Paterno also coached undefeated but uncrowned teams in 1968 (No. 1 was Ohio State); 1969 (No. 1 was Texas); 1973 (No. 1 was Alabama) and 1994 (No. 1 was Nebraska). The 1969 results were galling because President Nixon had declared that the winner of the Texas-Arkansas Cotton Bowl game would be the national champion. That was the year Paterno became decidedly in favor of a national championship playoff.


"How could Nixon know so little about Watergate and so much about football?" Paterno said during a 1973 Penn State commencement address.


If 1969 was upsetting, 1973 made Paterno apoplectic. The Nittany Lions capped off a 12-0 season by beating LSU in the Orange Bowl but were snubbed for the title for the third time. Paterno decided to give his players and coaches championship rings anyway, telling reporters: "I had my own poll. The Paterno Poll. And the vote was unanimous. Penn State is No. 1. I took the vote a few minutes ago."


That's why when Penn State finally broke through and captured an undisputed championship in 1982, Paterno stayed for a while at the hotel celebration and then retreated to his bedroom.


"I didn't sleep, I wanted to be by myself," he told Bill Lyon of the Philadelphia Inquirer. "I had to watch my emotions. Not in terms of gloating, but I was getting nostalgic. I wanted to get off in a corner for awhile and remember all the players, the assistant coaches, who weren't around for this moment."


But the paradox remains: the man who did not believe in winning at any cost placed a major emphasis on the exacting process it took to be the best. In 1981, before his first undisputed title, Brooklyn Prep, his alma mater, presented him with a statue of Don Quixote.


"I think if it's just a question of winning and losing, then football really is a silly game," he said. "I would prefer to be thought of as an educator rather than a coach. People ask me what our best team has been, and I tell them I don't know yet. Our best team will be the one that produces the most people who lead active, productive lives in our society."


He has called his method "The Grand Experiment." Nine years ago, at 70, he said: "If I can go to 75, that will be great."


Twice he was asked to run for Congress. He was offered NFL head coaching jobs, including a flirtation in 1973 with the Patriots, who put a $1.3 million contract on the line. He slept on it and then turned down the proposal the next morning, telling his wife Sue, "You slept with a millionaire, but only for one night."

Paterno actually believes what he once told Reader's Digest: "We try to remember football is part of life - not life itself."


Bowden's Bumper Sticker: Beauty Of Lowered Expectations


Bowden was born Nov. 8, 1929, in Birmingham and starred at quarterback at Woodlawn High. After a brief stint at Alabama, Bowden graduated from Howard College in 1953 and stayed on as assistant coach for two years and then became head coach at South Georgia Junior College in Douglas.


Bowden returned to Howard in 1959 and went 31-6 in four seasons before becoming an assistant at Florida State and then at West Virginia.


Bowden compiled a 42-26 record in six years as head coach at West Virginia, but impatient fans hanged him in effigy after a 4-7 season in 1974. The following year Bowden went 9-3 and took the Mountaineers to a second Peach Bowl. He got a call from Florida State, which one year earlier had gone 0-11, and took the job after he returned to West Virginia from his interview and slipped on a patch of ice. Tallahassee looked warm and inviting.


"When I was at Alabama, all I heard was `Beat Auburn!'" Bowden said. "When I was at Virginia Tech, all I heard was `Beat Pitt!' When I got to FSU, their bumper sticker read, `Beat Anybody!'"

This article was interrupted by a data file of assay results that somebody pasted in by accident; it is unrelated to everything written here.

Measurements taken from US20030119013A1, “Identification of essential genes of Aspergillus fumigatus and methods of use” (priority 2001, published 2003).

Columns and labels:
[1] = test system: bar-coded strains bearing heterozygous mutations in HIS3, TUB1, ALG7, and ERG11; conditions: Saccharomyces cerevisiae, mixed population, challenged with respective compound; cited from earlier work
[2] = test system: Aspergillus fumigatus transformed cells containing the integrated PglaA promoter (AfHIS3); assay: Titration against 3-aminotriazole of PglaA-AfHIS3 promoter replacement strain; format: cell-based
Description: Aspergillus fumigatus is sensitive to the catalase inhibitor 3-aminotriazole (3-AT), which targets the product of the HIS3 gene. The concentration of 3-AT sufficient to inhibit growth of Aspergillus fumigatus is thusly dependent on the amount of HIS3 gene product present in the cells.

When he arrived in Tallahassee in 1976, the Seminoles had won just four games in the previous three seasons, and there were rumors that the program was about to be terminated. But within two years, Bowden led Florida State to its first 10-win season and its first bowl game in six years. The 1977 team, which went 10-2, started a string of bowl success for Bowden by beating Texas Tech in the Tangerine Bowl. Bowden's .696 winning percentage in bowl games (19-8-1) includes two national championships (1993 and 1999). The Seminoles won at least 10 games and ranked no lower than fourth for 12 consecutive years, an unprecedented run of success.


In 1999, Bowden beat Clemson, coached by his son Tommy, 17-14 for his 300th career coaching victory. Bowden described that nightmare of emotions for his wife Ann.


"She wants her son to do good, but she know I got the credit cards," Bowden said.


Bowden is not exactly proud of the grief his sons have had to handle, but three of them have followed him into the coaching business. Tommy, 51, has been head coach at Clemson for eight years; Terry, 49, is an analyst for ABC and was national coach of the year at Auburn in 1993; and Jeff, 45, has been offensive coordinator at FSU. Tommy and Terry both played for their father at West Virginia.


Bowden says he'll coach as long as he feels committed and his health permits.


"No one has ever said anything to me about (retiring)," Bowden said. "Of course, if I lose about two more games, they will."

Who Will Be No. 1 When It's All Over?

Both Paterno and Bowden are philosophical about who will eventually end up with more coaching victories. At three years younger than Paterno - and with a six-victory lead - Bowden would appear the have the edge.


"I never talk to him about the record," Paterno said. "What's the difference? I could care less. I couldn't care if Bob got 450 wins. I like Bob. I like what he's done. My wife likes his wife. Come on, what's the matter?"


"It's something we don't talk about," Bowden said. "My religion and faith won't let it matter to me. Sure, winning matters in this job. But some record? You're not going to take it when you go, are you? Whoever wins it, wins it. No. 1, it's either him or me. It's not like there's somebody else ready to step in there. That guy hasn't been born yet."


Just for the record, the Orange Bowl starts a few minutes after 8 p.m.

Whoever snoozes, loses.